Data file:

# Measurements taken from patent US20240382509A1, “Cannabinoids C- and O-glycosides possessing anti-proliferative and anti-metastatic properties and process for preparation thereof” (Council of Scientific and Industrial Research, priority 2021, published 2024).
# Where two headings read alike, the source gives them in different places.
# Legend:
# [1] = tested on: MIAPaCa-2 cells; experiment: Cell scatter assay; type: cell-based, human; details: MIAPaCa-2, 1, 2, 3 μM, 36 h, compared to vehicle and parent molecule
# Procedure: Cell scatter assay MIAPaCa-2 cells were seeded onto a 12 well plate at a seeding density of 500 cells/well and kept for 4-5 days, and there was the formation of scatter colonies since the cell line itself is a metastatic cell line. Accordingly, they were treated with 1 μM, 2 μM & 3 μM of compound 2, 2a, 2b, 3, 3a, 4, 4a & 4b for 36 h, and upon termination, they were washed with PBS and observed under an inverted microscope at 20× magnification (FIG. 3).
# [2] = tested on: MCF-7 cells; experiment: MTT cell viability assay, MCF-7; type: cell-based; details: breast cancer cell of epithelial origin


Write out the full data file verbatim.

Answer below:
# Measurements taken from patent US20240382509A1, “Cannabinoids C- and O-glycosides possessing anti-proliferative and anti-metastatic properties and process for preparation thereof” (Council of Scientific and Industrial Research, priority 2021, published 2024).
# Where two headings read alike, the source gives them in different places.
# Legend:
# [1] = tested on: MIAPaCa-2 cells; experiment: Cell scatter assay; type: cell-based, human; details: MIAPaCa-2, 1, 2, 3 μM, 36 h, compared to vehicle and parent molecule
# Procedure: Cell scatter assay MIAPaCa-2 cells were seeded onto a 12 well plate at a seeding density of 500 cells/well and kept for 4-5 days, and there was the formation of scatter colonies since the cell line itself is a metastatic cell line. Accordingly, they were treated with 1 μM, 2 μM & 3 μM of compound 2, 2a, 2b, 3, 3a, 4, 4a & 4b for 36 h, and upon termination, they were washed with PBS and observed under an inverted microscope at 20× magnification (FIG. 3).
# [2] = tested on: MCF-7 cells; experiment: MTT cell viability assay, MCF-7; type: cell-based; details: breast cancer cell of epithelial origin